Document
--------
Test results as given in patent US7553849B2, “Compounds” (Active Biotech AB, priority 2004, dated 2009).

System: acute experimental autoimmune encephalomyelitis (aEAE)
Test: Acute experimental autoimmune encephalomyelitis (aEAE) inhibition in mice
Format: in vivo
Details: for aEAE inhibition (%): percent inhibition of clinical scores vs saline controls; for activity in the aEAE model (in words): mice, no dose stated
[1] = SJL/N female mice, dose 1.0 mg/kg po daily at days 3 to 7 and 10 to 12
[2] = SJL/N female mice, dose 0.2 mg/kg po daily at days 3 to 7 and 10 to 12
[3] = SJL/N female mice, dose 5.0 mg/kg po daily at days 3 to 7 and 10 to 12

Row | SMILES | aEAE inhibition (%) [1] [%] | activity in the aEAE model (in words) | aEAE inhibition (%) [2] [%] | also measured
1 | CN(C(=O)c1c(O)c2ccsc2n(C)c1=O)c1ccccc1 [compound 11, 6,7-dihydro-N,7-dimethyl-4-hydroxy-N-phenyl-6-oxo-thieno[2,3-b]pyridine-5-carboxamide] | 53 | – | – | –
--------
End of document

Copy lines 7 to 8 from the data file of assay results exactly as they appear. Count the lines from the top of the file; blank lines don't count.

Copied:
[2] = SJL/N female mice, dose 0.2 mg/kg po daily at days 3 to 7 and 10 to 12
[3] = SJL/N female mice, dose 5.0 mg/kg po daily at days 3 to 7 and 10 to 12